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Dimensions Directors on the Exam Table

Rosalind Helderman

A Circuit Court judge is scheduled tomorrow to hear lawyers for Dimensions Healthcare System, the nonprofit company that runs the county's hospital system, argue that the county should be forced to provide public funding to keep the hospitals open.

Without the funds, Dimensions officials have said they will soon consider a bankruptcy filing or closure. County Executive Jack B. Johnson (D) has said he is prepared to give the hospitals funds -- but first he wants four members of the board of directors to step down as part of a board restructuring.

So, it seems a good time to take a closer look at the 11 volunteers who preside over the financially troubled institution.

According to company bylaws, eight are so-called "designated members," chosen for particular affiliations with the institution, and three are "public members," who are not connected to Dimensions and are elected by the rest of the board.

Johnson has accused the board of mismanagement and said he wants to replace any public member who has been on the board longer than five years, which would affect one member. He also has said there are too many designated members, and he proposed replacing three of them. In an arrangement the board has resisted so far, Johnson has suggested that the replacements be chosen by the remaining seven members and that those slots on the board eventually become public.

The four members Johnson has targeted include are:
-Calvin Brown: chairman of the board, the only public member who would be replaced, an accountant and the longest-serving member. He has clashed repeatedly with Johnson, including a 2004 incident in which he accused Johnson of withholding county funds until Dimensions hired a Johnson associate. The state prosecutor opened an investigation into Johnson's actions, but no charges were filed. Brown's term ends in September, and he will need the support of his fellow board members to remain chairman.
-George Bone: an internist and the representative of the county's medical society since 2002.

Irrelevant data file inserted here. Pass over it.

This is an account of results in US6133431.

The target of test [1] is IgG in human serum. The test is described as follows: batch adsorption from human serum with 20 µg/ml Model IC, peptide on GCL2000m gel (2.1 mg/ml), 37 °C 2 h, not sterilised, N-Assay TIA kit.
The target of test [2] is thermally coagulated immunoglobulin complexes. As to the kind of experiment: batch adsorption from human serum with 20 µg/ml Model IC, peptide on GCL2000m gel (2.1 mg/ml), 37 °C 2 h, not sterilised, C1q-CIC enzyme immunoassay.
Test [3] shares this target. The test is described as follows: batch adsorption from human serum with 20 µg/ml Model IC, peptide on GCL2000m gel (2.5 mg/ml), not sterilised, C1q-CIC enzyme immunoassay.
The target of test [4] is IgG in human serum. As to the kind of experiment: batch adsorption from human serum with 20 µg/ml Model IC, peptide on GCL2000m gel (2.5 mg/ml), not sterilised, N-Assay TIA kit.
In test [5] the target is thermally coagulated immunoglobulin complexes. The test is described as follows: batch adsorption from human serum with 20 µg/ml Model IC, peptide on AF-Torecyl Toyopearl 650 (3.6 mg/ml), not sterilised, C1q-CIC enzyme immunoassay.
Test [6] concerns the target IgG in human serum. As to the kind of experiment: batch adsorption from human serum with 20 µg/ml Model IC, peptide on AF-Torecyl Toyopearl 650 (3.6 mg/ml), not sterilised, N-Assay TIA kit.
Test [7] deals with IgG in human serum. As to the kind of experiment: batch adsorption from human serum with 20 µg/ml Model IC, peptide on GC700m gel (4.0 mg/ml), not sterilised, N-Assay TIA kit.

-Donald Foran: a vice president with regional real estate firm Transwestern. He has served as the designated director from the Prince George's Hospital Center board since 2001. His current term was scheduled to end in September. Last week, he announced he is resigning so he can spend more time in a new business venture with his son.
-William F. Williams: the Laurel Regional Hospital board representative since 2004 and a retired government worker. He spent 30 years as an executive at the Federal Emergency Management Agency, including a stint as associate director.
The remaining board members are:
-Alvin J. Biagas Jr.: a public member since 2003 and president of AVA Electric Co. of Capitol Heights. He was nominated for his seat by Johnson's chief of staff and fellow board member Michael D. Herman (see below). Biagas's company has been a frequent campaign contributor, including donating $7,000 to Johnson or his political slate since 2001. He has urged his fellow hospital board directors to accept Johnson's terms.
-Lindberg Bing: a public director who also joined the board in 2003 at Herman's urging. He owns L.&.E Associates Inc., an Oxon Hill software company, which has contributed $8,000 to Johnson or his slate since 2001.
-Camille Exum (D-Seat Pleasant): chairman of the Prince George's County Council and the council's vote on the board since 2003.
-Lynne Gaynes: an endocrinologist at Laurel, she is the designated member representative of the Laurel Regional Hospital medical staff and has served since 2003. Her term ends in September, when she will be replaced by physician Gita Shah.
-Kevin Hanley: an orthopedist, he has served as the Bowie Health Campus board representative since 2003. His current term ends in September.
-Michael D. Herman: Johnson's chief of staff and his representative on the board. Herman has served since 2003.
-Hema Yadla: an internist who has worked at the hospital for three decades. The board's newest member, he has served as the representative of the Prince George's Hospital medical staff since 2006.

By Rosalind Helderman  |  July 25, 2007; 10:35 AM ET
Categories:  Rosalind Helderman  
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Comments

I've said before that the Hospital is not doing a good job of collecting payments from people who use its services.